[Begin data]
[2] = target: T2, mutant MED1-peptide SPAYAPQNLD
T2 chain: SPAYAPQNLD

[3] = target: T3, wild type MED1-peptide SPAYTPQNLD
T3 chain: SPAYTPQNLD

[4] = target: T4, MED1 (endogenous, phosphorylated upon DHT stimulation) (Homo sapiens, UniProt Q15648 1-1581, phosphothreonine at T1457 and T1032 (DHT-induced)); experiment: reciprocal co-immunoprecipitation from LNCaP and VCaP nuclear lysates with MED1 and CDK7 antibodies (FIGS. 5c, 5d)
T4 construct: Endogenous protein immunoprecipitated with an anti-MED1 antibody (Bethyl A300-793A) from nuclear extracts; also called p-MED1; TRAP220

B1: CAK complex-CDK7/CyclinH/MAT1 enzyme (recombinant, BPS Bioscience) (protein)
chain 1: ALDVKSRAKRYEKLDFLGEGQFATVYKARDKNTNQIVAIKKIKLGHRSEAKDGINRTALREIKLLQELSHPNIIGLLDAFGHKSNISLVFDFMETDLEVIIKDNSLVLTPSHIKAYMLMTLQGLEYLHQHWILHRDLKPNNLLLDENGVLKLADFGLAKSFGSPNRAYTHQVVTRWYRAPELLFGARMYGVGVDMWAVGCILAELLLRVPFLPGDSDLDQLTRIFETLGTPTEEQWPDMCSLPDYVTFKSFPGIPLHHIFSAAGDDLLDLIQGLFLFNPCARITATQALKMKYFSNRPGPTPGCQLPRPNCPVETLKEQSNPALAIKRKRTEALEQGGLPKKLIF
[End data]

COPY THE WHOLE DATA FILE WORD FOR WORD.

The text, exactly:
[2] = target: T2, mutant MED1-peptide SPAYAPQNLD
T2 chain: SPAYAPQNLD

[3] = target: T3, wild type MED1-peptide SPAYTPQNLD
T3 chain: SPAYTPQNLD

[4] = target: T4, MED1 (endogenous, phosphorylated upon DHT stimulation) (Homo sapiens, UniProt Q15648 1-1581, phosphothreonine at T1457 and T1032 (DHT-induced)); experiment: reciprocal co-immunoprecipitation from LNCaP and VCaP nuclear lysates with MED1 and CDK7 antibodies (FIGS. 5c, 5d)
T4 construct: Endogenous protein immunoprecipitated with an anti-MED1 antibody (Bethyl A300-793A) from nuclear extracts; also called p-MED1; TRAP220

B1: CAK complex-CDK7/CyclinH/MAT1 enzyme (recombinant, BPS Bioscience) (protein)
chain 1: ALDVKSRAKRYEKLDFLGEGQFATVYKARDKNTNQIVAIKKIKLGHRSEAKDGINRTALREIKLLQELSHPNIIGLLDAFGHKSNISLVFDFMETDLEVIIKDNSLVLTPSHIKAYMLMTLQGLEYLHQHWILHRDLKPNNLLLDENGVLKLADFGLAKSFGSPNRAYTHQVVTRWYRAPELLFGARMYGVGVDMWAVGCILAELLLRVPFLPGDSDLDQLTRIFETLGTPTEEQWPDMCSLPDYVTFKSFPGIPLHHIFSAAGDDLLDLIQGLFLFNPCARITATQALKMKYFSNRPGPTPGCQLPRPNCPVETLKEQSNPALAIKRKRTEALEQGGLPKKLIF